Samson Hartland had an overwhelming sense of deja vu while looking for a place to live this week.
He’s one of five people who took part in a shelter challenge organized by the Yukon Anti-Poverty Coalition.
The challenge was to find accommodations in just three days.
It was a lot like his experience moving to the Yukon back in 1992.
By day two, he was already exhausted.
“There’s no vacancy at any of the apartments in town,” he said.
“One landlord said don’t bother phoning until after November 1st.”
The Chilkoot Inn and Family Hotel had room, but they wanted $1,150 to $1,300 a month for rent.
“Talk about a real eye-opener.”
Hartland was pretending to be a 27-year-old father searching for an apartment with two children. His monthly income was only $1,500.
The whole experience brought back memories.
He was a child when he came to the Yukon with his two disabled parents during the territory’s boom period.
At the time, there were only two rental listings in the classifieds section.
One wasn’t available. The other listing was for a quarter section of someone’s basement for $1,200.
Without anywhere else to go, the family moved into the basement apartment, which eventually “bled them dry,” said Hartland, who now works at the Whitehorse Chamber of Commerce.
They fell behind on their rent and ended up sleeping on the floor of the store they were starting up.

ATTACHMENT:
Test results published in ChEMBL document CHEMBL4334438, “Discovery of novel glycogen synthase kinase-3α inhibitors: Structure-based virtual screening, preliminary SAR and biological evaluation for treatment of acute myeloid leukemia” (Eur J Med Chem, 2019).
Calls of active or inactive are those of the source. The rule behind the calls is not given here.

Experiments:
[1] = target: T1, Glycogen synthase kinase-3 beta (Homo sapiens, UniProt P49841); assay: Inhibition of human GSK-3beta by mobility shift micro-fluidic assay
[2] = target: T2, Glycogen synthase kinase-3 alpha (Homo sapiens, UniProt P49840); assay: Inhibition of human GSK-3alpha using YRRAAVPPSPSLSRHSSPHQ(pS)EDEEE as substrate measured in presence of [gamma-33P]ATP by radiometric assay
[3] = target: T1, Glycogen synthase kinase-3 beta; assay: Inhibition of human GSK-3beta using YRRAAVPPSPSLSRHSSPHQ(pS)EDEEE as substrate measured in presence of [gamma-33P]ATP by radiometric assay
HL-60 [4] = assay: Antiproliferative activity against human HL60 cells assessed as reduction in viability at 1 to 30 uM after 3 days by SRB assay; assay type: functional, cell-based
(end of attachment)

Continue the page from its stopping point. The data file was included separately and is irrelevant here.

They were eventually discovered by the landlord and kicked out.
That’s when they went to the Whitehorse Housing Authority and were matched up with a social housing unit in the “Smurf village” up in Granger.
Taking part in the shelter challenge reminded him how difficult it is to be homeless.
“Talking on the phone with people today was definitely not pleasant,” he said.
“There’s some seriously rude people out there.”
Cindy Chiasson had much the same experience.
She played the role of a woman living with Fetal Alcohol Spectrum Disorder and Hepatitis C who had been recently released from the Whitehorse Correctional Centre.
“When I told one woman (who was renting her house) that I had hepatitis C she told me I wasn’t a good fit,” said Chiasson.
“And then when I told her I was part of the (shelter) challenge she got really mad.”
By day two, Chiasson still hadn’t found a place to stay.
“There’s lots of discrimination out there,” she said explaining that she’s experienced much of this frustration firsthand.
When Chiasson moved up to the Yukon she had her three grandchildren in tow.
Many of the landlords she spoke with refused to rent to her because she had kids and they were worried they would damage the place.
“Now, I work two jobs and I still find it difficult to make ends meet,” she said.
In past years, the poverty coalition has focused on what it’s like to live on the streets.
“This year, while it’s still a concern, we wanted to show people there’s not enough permanent places for people to live,” said organizer Debbie Thomas.
The vacancy rate is less than one per cent in the Yukon.
“For many people – not just the working poor, affluent people too – there’s a severe shortage of housing.”
Contact Vivian Belik at